"See with your heart and soul. Be Here.” – Nysha Charlene
"What Do Blind People See?"
May 30, 2014
When you read this post remember that it applies to my own experience and that people with Stargardt’s or other visual impairments are very unique. Stargardt’s can progress at different rates in different people and what I see may be different from another ‘star’. What we all have in common is a decrease in central vision.
It’s actually hard to describe what I see without rambling. Here’s my best shot at it!
It’s like looking through a donut held away from you at an arm’s length. The donut part is the portion of my vision that is “blind” or completely missing. In ideal lighting, I can see through the center of the donut but it is blurry and wavy (as if it was written on a hill). Here is a picture of what the middle of the donut almost looks like for me. You can download the app I used and play with it (VISION SIM). Just select “Age-Related Macular Degeneration” and then select “Launch Simulator”. Try reading your favorite book. Remember to look through the red circle at all times. In real life you cannot look around your central vision, but you can use your peripherals to help you. I cannot read at all with one eye covered; I depend on both of them!
This part is actually pretty awesome (sometimes)…
I’ve learned that blindness is not blackness. When a person loses vision, her brain will try to fill in for what her eyes do not see. The blind portion of my sight (the donut which would be surrounding the red circle in the picture above) looks like a bright blue-green color! That’s all it is. Just a bright color that tries to blend in with whatever my brain thinks it should be seeing. Sometimes the blue blind spot sort of sparkles and flashes. It follows me wherever I look, even when I close my eyes.
Here are some examples of what I see when ...
I look at the door to a room:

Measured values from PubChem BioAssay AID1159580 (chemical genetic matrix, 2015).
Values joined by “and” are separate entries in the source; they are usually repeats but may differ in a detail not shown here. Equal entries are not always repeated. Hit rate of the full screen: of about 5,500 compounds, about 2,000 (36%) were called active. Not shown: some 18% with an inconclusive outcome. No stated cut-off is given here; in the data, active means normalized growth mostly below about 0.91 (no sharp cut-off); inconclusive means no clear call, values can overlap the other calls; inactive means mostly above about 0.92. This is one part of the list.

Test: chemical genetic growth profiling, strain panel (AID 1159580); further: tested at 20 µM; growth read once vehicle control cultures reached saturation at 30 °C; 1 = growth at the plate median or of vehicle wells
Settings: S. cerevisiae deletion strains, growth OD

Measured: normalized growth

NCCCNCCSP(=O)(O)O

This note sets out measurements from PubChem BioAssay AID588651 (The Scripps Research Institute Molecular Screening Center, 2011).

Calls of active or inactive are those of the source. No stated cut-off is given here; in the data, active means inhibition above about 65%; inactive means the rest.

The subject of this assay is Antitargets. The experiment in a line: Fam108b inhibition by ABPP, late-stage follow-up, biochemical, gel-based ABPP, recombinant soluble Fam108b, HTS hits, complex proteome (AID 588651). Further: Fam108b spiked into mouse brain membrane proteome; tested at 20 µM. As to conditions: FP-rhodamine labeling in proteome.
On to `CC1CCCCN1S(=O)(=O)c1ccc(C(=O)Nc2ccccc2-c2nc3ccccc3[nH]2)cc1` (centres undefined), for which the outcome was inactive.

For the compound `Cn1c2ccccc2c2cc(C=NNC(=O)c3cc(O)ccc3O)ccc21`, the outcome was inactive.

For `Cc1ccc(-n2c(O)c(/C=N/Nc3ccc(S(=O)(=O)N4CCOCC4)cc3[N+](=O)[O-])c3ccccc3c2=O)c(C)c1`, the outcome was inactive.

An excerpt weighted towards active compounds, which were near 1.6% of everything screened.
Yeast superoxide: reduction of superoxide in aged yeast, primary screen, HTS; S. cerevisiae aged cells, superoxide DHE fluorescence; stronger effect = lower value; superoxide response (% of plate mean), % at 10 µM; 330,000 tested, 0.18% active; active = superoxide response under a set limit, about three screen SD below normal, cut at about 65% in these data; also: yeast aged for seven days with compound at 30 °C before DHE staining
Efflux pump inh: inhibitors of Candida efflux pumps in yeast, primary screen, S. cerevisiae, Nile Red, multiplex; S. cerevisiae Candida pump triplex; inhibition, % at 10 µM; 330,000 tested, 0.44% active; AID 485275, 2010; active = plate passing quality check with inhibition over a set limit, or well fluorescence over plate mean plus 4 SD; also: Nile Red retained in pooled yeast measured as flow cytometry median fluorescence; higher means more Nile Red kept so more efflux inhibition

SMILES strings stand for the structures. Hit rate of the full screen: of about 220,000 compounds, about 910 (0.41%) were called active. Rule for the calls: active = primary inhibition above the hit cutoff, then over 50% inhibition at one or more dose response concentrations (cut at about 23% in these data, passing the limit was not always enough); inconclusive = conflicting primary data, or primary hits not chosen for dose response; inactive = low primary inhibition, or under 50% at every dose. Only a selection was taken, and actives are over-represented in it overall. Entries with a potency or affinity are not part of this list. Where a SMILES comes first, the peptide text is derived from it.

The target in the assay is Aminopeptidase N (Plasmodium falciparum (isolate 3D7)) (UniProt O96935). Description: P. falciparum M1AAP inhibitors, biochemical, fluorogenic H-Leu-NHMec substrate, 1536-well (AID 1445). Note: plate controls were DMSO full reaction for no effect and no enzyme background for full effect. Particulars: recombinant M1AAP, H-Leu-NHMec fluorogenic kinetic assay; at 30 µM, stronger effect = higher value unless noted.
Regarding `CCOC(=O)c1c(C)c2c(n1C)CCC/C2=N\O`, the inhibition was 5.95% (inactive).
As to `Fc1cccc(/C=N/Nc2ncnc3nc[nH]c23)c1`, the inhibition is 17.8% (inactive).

If I look near the doorknob it will disappear completely. I see a plain door with nothing on it. If I look further away from the knob it will reappear.
I look at your face:
In a well-lit room, when I look you in your eye, I will see your eye but you will appear to have no nose or mouth.
In a dark room, your entire face seems like a shadow. It is very hard for me to pick up on a facial expression or any visual cue.
Transitioning from light to dark or vice versa takes more time than normal. Sometimes the light is so bright that I cannot keep my eyes open (I’ll post about sunglasses and Stargardt’s later). When I move into a darker room from outside I usually can’t see anything for a while. I just pray there is no step down!
I look at a group of people across the street:
I see the people but I cannot tell who they are, how many there are, or what they are doing. Something is always missing from the picture depending on where I look. I may not see their legs or arms unless I look away.
I hate not knowing if I walked right pass someone I know. I love when people come to me to say hello! Please don’t let me pass you by without us speaking. I love you, I promise.
It’s not about what you can’t see or do, it’s about what you can see or do. – Nysha Charlene